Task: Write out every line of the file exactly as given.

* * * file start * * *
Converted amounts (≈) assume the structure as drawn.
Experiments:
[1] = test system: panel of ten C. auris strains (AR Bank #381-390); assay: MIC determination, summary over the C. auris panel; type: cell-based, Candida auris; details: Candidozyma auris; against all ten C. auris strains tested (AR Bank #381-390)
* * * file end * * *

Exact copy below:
Converted amounts (≈) assume the structure as drawn.
Experiments:
[1] = test system: panel of ten C. auris strains (AR Bank #381-390); assay: MIC determination, summary over the C. auris panel; type: cell-based, Candida auris; details: Candidozyma auris; against all ten C. auris strains tested (AR Bank #381-390)